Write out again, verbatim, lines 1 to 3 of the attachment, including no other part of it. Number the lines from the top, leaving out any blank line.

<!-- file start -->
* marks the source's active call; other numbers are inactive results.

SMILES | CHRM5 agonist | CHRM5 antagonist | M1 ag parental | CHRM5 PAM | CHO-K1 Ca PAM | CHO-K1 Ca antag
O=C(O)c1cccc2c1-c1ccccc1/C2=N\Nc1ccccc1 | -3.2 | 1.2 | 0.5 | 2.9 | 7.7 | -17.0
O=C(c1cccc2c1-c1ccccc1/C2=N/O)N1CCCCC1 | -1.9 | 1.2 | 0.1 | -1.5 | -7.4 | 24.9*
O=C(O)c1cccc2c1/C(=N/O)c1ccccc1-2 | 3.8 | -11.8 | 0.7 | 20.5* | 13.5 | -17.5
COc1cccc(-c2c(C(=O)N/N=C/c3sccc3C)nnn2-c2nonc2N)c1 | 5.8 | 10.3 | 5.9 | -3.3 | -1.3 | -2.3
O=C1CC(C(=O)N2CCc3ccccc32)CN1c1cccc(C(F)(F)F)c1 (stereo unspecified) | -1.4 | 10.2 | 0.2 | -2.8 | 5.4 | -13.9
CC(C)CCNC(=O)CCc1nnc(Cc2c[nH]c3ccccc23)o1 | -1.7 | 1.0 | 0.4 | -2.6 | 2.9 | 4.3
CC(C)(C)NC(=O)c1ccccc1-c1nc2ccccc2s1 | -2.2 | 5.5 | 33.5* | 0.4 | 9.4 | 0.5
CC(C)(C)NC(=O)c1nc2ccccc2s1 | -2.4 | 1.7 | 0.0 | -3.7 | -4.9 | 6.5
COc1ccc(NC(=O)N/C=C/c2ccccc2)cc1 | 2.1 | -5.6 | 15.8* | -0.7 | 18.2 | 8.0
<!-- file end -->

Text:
* marks the source's active call; other numbers are inactive results.

SMILES | CHRM5 agonist | CHRM5 antagonist | M1 ag parental | CHRM5 PAM | CHO-K1 Ca PAM | CHO-K1 Ca antag
O=C(O)c1cccc2c1-c1ccccc1/C2=N\Nc1ccccc1 | -3.2 | 1.2 | 0.5 | 2.9 | 7.7 | -17.0